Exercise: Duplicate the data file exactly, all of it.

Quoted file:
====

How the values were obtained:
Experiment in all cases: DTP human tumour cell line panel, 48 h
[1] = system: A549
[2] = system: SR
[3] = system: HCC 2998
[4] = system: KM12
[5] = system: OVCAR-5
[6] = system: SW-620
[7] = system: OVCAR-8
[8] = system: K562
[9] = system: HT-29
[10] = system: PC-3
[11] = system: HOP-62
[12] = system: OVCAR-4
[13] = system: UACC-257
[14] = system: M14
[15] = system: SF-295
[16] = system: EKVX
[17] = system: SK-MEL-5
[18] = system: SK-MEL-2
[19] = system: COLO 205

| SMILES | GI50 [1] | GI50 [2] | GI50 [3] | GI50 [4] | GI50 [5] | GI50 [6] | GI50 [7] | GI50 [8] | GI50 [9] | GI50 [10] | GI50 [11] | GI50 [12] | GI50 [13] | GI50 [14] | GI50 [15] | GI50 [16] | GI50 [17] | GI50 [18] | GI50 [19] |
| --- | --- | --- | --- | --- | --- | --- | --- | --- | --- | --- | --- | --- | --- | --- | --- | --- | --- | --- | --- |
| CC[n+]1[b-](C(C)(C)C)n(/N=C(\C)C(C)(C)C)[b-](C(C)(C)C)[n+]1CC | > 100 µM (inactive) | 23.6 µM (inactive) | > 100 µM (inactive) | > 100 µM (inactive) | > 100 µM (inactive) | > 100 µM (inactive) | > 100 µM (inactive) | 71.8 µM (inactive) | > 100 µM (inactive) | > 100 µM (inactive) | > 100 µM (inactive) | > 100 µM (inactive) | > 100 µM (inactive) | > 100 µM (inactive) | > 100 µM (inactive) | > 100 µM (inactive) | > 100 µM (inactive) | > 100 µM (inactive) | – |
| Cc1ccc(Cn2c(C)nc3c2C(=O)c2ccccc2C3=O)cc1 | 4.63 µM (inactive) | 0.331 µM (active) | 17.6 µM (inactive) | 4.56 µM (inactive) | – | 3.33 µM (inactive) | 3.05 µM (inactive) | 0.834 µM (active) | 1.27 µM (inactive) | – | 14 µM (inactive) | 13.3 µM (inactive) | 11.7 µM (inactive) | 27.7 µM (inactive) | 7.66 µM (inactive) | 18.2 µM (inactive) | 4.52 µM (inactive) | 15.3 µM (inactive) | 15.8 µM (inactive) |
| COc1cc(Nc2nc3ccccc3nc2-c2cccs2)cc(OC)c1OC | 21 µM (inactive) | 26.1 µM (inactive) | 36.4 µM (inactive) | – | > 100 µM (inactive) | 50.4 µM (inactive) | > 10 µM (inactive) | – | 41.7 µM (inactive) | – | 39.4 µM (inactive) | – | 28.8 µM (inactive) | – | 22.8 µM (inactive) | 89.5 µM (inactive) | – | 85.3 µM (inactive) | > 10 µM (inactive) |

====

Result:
How the values were obtained:
Experiment in all cases: DTP human tumour cell line panel, 48 h
[1] = system: A549
[2] = system: SR
[3] = system: HCC 2998
[4] = system: KM12
[5] = system: OVCAR-5
[6] = system: SW-620
[7] = system: OVCAR-8
[8] = system: K562
[9] = system: HT-29
[10] = system: PC-3
[11] = system: HOP-62
[12] = system: OVCAR-4
[13] = system: UACC-257
[14] = system: M14
[15] = system: SF-295
[16] = system: EKVX
[17] = system: SK-MEL-5
[18] = system: SK-MEL-2
[19] = system: COLO 205

| SMILES | GI50 [1] | GI50 [2] | GI50 [3] | GI50 [4] | GI50 [5] | GI50 [6] | GI50 [7] | GI50 [8] | GI50 [9] | GI50 [10] | GI50 [11] | GI50 [12] | GI50 [13] | GI50 [14] | GI50 [15] | GI50 [16] | GI50 [17] | GI50 [18] | GI50 [19] |
| --- | --- | --- | --- | --- | --- | --- | --- | --- | --- | --- | --- | --- | --- | --- | --- | --- | --- | --- | --- |
| CC[n+]1[b-](C(C)(C)C)n(/N=C(\C)C(C)(C)C)[b-](C(C)(C)C)[n+]1CC | > 100 µM (inactive) | 23.6 µM (inactive) | > 100 µM (inactive) | > 100 µM (inactive) | > 100 µM (inactive) | > 100 µM (inactive) | > 100 µM (inactive) | 71.8 µM (inactive) | > 100 µM (inactive) | > 100 µM (inactive) | > 100 µM (inactive) | > 100 µM (inactive) | > 100 µM (inactive) | > 100 µM (inactive) | > 100 µM (inactive) | > 100 µM (inactive) | > 100 µM (inactive) | > 100 µM (inactive) | – |
| Cc1ccc(Cn2c(C)nc3c2C(=O)c2ccccc2C3=O)cc1 | 4.63 µM (inactive) | 0.331 µM (active) | 17.6 µM (inactive) | 4.56 µM (inactive) | – | 3.33 µM (inactive) | 3.05 µM (inactive) | 0.834 µM (active) | 1.27 µM (inactive) | – | 14 µM (inactive) | 13.3 µM (inactive) | 11.7 µM (inactive) | 27.7 µM (inactive) | 7.66 µM (inactive) | 18.2 µM (inactive) | 4.52 µM (inactive) | 15.3 µM (inactive) | 15.8 µM (inactive) |
| COc1cc(Nc2nc3ccccc3nc2-c2cccs2)cc(OC)c1OC | 21 µM (inactive) | 26.1 µM (inactive) | 36.4 µM (inactive) | – | > 100 µM (inactive) | 50.4 µM (inactive) | > 10 µM (inactive) | – | 41.7 µM (inactive) | – | 39.4 µM (inactive) | – | 28.8 µM (inactive) | – | 22.8 µM (inactive) | 89.5 µM (inactive) | – | 85.3 µM (inactive) | > 10 µM (inactive) |